Safer urban roads with expansion of 20mph limit in Aberdeen

A consultation is to be held on the potential of hundreds more streets across Aberdeen becoming safer with the expansion of a 20mph speed limit into built-up areas.

The Council’s Net Zero, Environment and Transport Committee today approved the move after a report to members said evidence shows that if you hit a pedestrian at 30mph, they are seven times more likely to die than at 20mph.

Data relating to road casualties by severity and speed limit, shows that in 2022, serious road casualties mostly happened on 30mph and 60mph roads. Just over half (51.1%) of road traffic fatalities in cities and towns were pedestrians or cyclists and the majority (54.4%) of serious injuries were also pedestrians and cyclists, whereas just over a third (34.6%) suffered slight injuries.

Aberdeen City Council Co-Leader Councillor Ian Yuill said: “Making Aberdeen’s roads safer is a key priority for the Council. I welcome the decision by the Committee to consult on introducing more 20mph speed limits. This will give residents the opportunity to comment on proposals for lowering the speed limit in their area.”

The report to committee said The Scottish Government has developed a national strategy for 20mph zones and limits in Scotland, aiming to ensure all appropriate roads in built-up areas have a safer speed limit of 20mph by 2025. Consequently, there will be a reduced perceptions of road danger, people will be encouraged to walk and cycle which will improve their health, and it will also promote bus travel. In addition, it will create more pleasant streets and neighbourhoods.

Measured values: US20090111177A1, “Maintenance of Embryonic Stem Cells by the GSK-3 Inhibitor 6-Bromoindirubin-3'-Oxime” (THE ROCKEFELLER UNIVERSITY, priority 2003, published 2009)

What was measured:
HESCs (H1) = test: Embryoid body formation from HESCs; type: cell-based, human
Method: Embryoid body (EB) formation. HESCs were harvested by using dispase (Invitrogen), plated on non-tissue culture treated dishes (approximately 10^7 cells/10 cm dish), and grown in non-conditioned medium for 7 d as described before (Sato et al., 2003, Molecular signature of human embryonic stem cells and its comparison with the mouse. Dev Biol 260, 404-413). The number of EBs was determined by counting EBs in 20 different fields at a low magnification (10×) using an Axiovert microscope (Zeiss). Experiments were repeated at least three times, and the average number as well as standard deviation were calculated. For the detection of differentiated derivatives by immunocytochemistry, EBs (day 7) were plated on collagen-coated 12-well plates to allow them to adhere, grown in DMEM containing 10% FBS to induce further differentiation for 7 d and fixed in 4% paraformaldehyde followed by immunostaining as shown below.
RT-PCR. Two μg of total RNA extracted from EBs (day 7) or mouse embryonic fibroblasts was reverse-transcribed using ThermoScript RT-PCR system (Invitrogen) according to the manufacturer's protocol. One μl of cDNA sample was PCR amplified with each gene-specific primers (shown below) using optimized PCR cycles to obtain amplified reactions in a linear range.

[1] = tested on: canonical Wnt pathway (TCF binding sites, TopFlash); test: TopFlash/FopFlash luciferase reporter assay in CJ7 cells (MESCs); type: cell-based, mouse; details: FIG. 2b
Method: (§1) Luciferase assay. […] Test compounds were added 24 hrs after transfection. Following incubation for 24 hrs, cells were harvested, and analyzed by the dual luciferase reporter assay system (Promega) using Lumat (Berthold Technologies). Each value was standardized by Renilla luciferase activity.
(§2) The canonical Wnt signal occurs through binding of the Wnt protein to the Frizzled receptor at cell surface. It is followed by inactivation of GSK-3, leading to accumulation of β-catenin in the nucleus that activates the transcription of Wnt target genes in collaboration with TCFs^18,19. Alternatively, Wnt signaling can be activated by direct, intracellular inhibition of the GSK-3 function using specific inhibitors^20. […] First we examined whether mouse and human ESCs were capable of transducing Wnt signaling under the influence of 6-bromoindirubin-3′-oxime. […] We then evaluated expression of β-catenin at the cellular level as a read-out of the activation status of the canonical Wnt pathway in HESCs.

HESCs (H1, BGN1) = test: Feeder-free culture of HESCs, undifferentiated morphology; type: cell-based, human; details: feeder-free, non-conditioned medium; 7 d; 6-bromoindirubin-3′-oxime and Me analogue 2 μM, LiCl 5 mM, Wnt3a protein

There are 1,203 roads in Aberdeen which already have the 20mph limit and an extra 1,474 streets are proposed, which would be a a total of 2,677. The existing 1,725 roads with a 30mph limit would be reduced to 251. It means the majority of the current 30mph roads would be 20mph.

The report said Traffic Regulations Orders will be required so consultation will be undertaken prior to any measures being installed. Any objections to these will be reported back to Committee.

The report said the criteria prescribed by the Scottish Government for introducing the 20mph limit is:

  • Roads within 100m walk of an educational setting (eg primary, secondary, further and higher education);
  • Roads where the number of residential and/or retail premises fronting it (on one or both sides) exceeds 20 over a continuous length of between 400 – 600m;
  • Roads within 100m walk of a community centre, church, place of worship, sports facility, any hospital, GP or health centre;
  • Roads where the composition of users implies a lower speed of 20mph will improve the conditions and facilities for vulnerable road users and other mode shift (reflecting on future plans such as active and sustainable travel, places for people, and considering existing and potential levels of vulnerable road users);
  • Where the road environment, surrounding environment, community and quality of life impact (eg severance, noise, or air quality) will be improved by implementing 20mph speed limits.



Related Stories


All the latest highways news direct to your inbox every week day

Subscribe now